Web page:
JARO Podcast: Prince Cre McEntyre On How Creativity Remains Resilient Through Times of Adversity

In episode 301 of JARO’s Podcast offering, Prince Cre McEntyre reunites with Tomeka M. Winborne for another essential conversation. Last year, McEntyre became one of JARO podcast’s first guests, speaking with Winborne about navigating mental health issues and his stage play, My Life Matters, in episode 102. Now, the adept playwright, songwriter, and actor is back for a timely discussion about his latest project, and how creativity prevails through pandemics, racial injustice, and other tragedies. 

McEntyre’s musical EP “Project One Race United: Protest Music Documentary” was birthed through his personal experiences with grief and calamity due to COVID-19 and the ongoing murder of Black lives by the hands of police. ​”Project One Race United came to me after losing over a half dozen of friends to Coronavirus in the state of New Jersey in one month, and it broke my heart.  With all that’s going on in the world with the virus and the violence, I had to turn to music to help restore the joy in my heart,” he said.

“Protest Music Documentary” features a variety of musicians from all walks of life. Although they have never met, each artist is connected through their passion for music and standing up against racial injustice. Celebrated singer and songwriter Wé McDonald, who finished as second runner-up on The Voice in 2016, is the artist that headlines the project. The first song that has been released, titled “Shaking My Head (Savior Master Healer),” is sung by McDonald and features New Jersey-based rapper XEL. Written by Levi Little of the Grammy-winning band Blackstreet, “Shaking My Head” is a faith-based anthem that serves as a reminder to call on a higher power to help guide us through these trying times.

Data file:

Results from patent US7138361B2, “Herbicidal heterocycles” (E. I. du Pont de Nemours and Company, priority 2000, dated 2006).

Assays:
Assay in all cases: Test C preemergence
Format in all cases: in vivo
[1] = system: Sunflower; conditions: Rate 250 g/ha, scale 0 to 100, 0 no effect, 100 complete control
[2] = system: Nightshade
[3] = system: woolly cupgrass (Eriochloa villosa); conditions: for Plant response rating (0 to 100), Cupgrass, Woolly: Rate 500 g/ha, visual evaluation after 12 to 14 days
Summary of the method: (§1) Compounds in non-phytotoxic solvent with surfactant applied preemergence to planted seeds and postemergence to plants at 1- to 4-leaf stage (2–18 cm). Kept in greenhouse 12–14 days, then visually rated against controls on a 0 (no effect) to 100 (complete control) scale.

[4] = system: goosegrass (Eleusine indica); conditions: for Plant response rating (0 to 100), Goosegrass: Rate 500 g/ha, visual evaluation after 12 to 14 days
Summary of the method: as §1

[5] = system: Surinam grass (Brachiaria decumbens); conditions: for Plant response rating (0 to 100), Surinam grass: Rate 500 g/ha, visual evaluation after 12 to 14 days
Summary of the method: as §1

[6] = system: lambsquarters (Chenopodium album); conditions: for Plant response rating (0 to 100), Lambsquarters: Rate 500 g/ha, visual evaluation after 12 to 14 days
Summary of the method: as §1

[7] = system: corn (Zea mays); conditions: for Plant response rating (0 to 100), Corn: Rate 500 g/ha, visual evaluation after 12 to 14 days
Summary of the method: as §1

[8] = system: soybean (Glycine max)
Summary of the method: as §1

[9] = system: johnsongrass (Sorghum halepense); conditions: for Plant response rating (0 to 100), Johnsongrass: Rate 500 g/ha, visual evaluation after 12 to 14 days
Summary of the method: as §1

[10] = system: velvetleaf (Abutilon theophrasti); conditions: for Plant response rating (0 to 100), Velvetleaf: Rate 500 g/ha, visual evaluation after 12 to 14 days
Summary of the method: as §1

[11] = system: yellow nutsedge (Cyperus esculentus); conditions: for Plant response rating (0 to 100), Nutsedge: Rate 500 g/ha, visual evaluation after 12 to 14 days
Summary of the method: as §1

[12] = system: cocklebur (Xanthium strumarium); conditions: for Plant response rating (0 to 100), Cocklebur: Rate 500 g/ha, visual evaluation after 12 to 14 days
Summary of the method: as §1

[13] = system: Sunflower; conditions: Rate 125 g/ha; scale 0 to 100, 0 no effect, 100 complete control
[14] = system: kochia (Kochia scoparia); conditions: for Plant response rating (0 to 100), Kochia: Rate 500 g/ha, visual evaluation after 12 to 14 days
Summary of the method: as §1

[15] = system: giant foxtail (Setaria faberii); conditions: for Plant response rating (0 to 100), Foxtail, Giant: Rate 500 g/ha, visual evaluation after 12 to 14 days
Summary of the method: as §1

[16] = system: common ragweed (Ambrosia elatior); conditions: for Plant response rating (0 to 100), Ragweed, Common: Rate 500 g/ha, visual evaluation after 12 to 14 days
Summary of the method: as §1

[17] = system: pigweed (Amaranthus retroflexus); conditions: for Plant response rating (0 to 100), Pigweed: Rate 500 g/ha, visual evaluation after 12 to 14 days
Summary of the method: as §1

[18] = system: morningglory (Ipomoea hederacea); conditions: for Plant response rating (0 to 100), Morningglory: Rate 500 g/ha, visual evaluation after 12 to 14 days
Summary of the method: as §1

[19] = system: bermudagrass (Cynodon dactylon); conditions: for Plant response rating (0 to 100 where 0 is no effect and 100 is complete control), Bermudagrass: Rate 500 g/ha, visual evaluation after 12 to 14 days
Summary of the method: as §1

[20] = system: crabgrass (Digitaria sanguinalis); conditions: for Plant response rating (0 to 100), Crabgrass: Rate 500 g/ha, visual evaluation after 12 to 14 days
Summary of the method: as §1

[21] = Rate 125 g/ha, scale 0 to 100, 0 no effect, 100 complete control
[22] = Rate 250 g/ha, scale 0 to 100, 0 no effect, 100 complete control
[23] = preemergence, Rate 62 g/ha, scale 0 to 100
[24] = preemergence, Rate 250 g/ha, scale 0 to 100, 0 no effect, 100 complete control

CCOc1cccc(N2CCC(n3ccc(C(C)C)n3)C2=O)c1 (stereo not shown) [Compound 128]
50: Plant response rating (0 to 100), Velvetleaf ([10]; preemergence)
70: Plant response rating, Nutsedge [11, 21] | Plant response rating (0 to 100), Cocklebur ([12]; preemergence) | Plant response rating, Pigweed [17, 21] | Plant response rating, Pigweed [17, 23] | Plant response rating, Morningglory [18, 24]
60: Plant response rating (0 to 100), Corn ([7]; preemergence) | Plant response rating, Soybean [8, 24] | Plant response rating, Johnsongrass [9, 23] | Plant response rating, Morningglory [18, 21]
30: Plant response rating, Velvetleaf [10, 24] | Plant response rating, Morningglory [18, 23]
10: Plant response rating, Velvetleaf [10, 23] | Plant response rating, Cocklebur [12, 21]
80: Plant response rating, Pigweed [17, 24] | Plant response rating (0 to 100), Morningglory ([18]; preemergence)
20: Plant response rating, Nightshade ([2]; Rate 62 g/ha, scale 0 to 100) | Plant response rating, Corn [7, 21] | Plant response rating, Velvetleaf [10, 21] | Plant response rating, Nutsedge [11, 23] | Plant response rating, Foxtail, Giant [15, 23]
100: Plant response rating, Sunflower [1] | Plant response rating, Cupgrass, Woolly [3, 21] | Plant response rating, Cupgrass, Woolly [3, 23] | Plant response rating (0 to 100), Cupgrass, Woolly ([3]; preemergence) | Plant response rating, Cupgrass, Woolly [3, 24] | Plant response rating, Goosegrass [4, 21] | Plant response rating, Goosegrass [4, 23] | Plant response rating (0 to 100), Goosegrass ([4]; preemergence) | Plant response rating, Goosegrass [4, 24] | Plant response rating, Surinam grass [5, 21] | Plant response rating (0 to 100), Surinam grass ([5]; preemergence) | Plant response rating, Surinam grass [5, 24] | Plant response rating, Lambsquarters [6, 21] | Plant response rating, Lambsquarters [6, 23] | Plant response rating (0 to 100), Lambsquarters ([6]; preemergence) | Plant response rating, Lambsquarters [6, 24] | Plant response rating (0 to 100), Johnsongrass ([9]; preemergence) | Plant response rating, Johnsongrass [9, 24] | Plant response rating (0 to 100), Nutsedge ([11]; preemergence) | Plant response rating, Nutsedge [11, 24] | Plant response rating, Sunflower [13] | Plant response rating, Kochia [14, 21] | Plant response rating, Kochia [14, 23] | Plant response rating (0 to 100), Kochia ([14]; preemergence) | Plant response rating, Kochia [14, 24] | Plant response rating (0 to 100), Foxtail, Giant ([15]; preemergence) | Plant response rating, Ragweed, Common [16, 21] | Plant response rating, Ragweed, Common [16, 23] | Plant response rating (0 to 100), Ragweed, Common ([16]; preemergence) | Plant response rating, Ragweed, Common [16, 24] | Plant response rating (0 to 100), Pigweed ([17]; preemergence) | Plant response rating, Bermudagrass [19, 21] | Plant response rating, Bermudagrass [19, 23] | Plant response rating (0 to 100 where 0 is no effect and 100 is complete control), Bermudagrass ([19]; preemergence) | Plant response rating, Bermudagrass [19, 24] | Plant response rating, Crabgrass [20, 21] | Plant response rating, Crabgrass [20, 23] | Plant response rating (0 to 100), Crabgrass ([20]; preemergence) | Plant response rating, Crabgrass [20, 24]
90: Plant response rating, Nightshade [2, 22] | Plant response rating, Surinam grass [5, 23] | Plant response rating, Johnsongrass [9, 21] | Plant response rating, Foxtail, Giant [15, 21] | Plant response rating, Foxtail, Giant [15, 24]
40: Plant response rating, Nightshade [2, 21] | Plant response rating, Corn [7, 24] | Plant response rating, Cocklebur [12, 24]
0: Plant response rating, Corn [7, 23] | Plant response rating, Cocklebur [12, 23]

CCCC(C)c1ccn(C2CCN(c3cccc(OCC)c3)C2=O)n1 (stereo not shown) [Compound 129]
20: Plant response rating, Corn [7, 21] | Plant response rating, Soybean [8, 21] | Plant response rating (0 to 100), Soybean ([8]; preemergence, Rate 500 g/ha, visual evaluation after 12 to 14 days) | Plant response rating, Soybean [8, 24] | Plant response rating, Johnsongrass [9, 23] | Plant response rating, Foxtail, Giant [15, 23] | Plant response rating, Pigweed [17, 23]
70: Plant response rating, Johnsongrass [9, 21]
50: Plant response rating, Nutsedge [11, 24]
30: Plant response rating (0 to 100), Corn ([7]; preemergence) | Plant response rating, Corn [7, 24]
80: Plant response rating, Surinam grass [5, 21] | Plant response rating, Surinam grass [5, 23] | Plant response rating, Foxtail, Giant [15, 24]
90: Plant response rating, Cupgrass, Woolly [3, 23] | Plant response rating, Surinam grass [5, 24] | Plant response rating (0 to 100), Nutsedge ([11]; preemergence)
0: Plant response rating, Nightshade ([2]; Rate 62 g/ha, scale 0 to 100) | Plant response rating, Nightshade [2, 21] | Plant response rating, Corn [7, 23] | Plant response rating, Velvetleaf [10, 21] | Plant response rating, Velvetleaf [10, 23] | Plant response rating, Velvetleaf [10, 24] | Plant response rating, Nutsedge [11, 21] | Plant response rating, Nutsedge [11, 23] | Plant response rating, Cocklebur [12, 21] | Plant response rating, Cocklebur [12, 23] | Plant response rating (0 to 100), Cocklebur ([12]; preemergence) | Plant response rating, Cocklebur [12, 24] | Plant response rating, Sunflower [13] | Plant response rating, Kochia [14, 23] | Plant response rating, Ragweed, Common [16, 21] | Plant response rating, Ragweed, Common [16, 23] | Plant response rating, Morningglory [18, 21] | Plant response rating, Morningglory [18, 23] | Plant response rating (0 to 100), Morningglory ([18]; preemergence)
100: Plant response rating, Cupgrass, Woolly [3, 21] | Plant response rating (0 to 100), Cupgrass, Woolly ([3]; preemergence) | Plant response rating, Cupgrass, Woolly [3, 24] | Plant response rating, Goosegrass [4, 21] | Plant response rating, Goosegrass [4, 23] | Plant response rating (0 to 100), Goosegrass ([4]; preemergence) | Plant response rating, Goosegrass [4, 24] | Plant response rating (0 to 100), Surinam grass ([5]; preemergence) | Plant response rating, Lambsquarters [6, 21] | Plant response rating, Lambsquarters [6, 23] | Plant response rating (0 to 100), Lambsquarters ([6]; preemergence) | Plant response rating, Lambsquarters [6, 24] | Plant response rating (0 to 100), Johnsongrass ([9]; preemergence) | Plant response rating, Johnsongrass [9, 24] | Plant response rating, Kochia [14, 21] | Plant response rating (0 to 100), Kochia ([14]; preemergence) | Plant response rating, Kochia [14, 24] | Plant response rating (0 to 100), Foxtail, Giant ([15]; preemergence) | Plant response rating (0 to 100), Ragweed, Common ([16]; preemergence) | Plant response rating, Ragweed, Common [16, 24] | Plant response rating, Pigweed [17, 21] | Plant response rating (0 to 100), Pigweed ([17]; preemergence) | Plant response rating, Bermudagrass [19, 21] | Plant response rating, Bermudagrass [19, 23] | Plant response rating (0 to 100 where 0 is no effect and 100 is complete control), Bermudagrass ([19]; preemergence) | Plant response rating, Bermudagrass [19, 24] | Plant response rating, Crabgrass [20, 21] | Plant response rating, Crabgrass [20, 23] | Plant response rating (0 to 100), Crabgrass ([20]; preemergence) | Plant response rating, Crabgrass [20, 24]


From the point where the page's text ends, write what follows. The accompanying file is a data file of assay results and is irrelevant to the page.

Other artists on the EP include Alyssa Curto, Isha Mar’ae, Giavanni Dené, and Matt Pelt. “Protest Music Documentary” will be released mid-August on all digital streaming platforms. 

The engrossing conversation goes in-depth about both the power of music and the political unrest in America. McEntyre discusses the songwriting process and shares snippets from tracks on the EP, while also emphasizing the importance of using our voices to condemn racial injustice, the reality of being a Black man in America from his own perspective, and more.  Listen now to the full 44-minute podcast.

Ayanna Nicole

Hi! I’m Ayanna, a 29-year-old writer and artist. Although I graduated from The University of North Carolina at Charlotte with two degrees in art and psychology, I’ve had a passion for writing for as long as I can remember. By following my dreams and utilizing my creativity, I designed Jaro Magazine with the ultimate intention of bringing more positive stories in the black community to the forefront, while also highlighting our versatile and vibrant culture through Jaro’s four modes: film, books, art, and music. I also manage a book hub, which you can find on Instagram @bloomingliterature.

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